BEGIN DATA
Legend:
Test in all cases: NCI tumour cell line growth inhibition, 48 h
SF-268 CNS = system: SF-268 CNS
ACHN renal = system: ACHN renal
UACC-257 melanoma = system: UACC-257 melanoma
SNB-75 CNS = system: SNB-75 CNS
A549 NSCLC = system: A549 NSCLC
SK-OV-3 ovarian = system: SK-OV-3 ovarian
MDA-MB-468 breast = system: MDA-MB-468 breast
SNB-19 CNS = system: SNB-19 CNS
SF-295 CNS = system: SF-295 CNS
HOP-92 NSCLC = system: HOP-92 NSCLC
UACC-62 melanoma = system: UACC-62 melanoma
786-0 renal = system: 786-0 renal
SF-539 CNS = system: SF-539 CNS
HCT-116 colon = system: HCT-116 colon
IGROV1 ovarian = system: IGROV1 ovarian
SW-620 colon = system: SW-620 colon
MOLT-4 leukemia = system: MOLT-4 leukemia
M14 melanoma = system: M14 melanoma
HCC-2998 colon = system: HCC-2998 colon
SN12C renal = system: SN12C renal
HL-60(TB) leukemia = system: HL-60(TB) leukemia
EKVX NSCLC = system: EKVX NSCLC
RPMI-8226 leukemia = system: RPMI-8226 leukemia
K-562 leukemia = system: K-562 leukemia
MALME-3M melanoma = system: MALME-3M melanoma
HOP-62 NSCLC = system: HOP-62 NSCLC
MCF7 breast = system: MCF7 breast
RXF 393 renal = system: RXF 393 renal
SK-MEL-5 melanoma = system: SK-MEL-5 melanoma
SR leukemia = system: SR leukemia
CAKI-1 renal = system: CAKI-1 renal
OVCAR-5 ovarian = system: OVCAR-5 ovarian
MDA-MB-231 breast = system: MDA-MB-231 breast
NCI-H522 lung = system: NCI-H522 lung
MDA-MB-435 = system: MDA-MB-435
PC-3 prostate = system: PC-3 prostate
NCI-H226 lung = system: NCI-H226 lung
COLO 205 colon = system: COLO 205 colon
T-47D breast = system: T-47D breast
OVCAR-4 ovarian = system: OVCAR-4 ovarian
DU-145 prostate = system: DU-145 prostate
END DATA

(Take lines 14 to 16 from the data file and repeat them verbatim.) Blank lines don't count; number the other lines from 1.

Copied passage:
786-0 renal = system: 786-0 renal
SF-539 CNS = system: SF-539 CNS
HCT-116 colon = system: HCT-116 colon